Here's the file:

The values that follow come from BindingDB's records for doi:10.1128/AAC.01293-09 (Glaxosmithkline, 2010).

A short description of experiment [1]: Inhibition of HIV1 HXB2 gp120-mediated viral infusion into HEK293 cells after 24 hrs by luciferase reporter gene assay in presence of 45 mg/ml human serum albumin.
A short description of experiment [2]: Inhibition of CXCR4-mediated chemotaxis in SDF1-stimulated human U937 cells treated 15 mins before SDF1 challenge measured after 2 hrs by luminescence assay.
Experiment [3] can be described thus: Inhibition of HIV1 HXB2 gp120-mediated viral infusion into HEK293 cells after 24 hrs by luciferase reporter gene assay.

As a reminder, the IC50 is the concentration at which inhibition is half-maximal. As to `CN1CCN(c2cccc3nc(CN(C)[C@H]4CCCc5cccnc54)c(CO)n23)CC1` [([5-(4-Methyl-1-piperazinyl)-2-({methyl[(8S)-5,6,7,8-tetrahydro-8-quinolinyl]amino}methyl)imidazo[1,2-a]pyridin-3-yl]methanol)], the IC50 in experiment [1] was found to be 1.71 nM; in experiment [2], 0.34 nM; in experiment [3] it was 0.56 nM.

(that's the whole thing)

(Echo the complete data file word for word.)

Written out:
The values that follow come from BindingDB's records for doi:10.1128/AAC.01293-09 (Glaxosmithkline, 2010).

A short description of experiment [1]: Inhibition of HIV1 HXB2 gp120-mediated viral infusion into HEK293 cells after 24 hrs by luciferase reporter gene assay in presence of 45 mg/ml human serum albumin.
A short description of experiment [2]: Inhibition of CXCR4-mediated chemotaxis in SDF1-stimulated human U937 cells treated 15 mins before SDF1 challenge measured after 2 hrs by luminescence assay.
Experiment [3] can be described thus: Inhibition of HIV1 HXB2 gp120-mediated viral infusion into HEK293 cells after 24 hrs by luciferase reporter gene assay.

As a reminder, the IC50 is the concentration at which inhibition is half-maximal. As to `CN1CCN(c2cccc3nc(CN(C)[C@H]4CCCc5cccnc54)c(CO)n23)CC1` [([5-(4-Methyl-1-piperazinyl)-2-({methyl[(8S)-5,6,7,8-tetrahydro-8-quinolinyl]amino}methyl)imidazo[1,2-a]pyridin-3-yl]methanol)], the IC50 in experiment [1] was found to be 1.71 nM; in experiment [2], 0.34 nM; in experiment [3] it was 0.56 nM.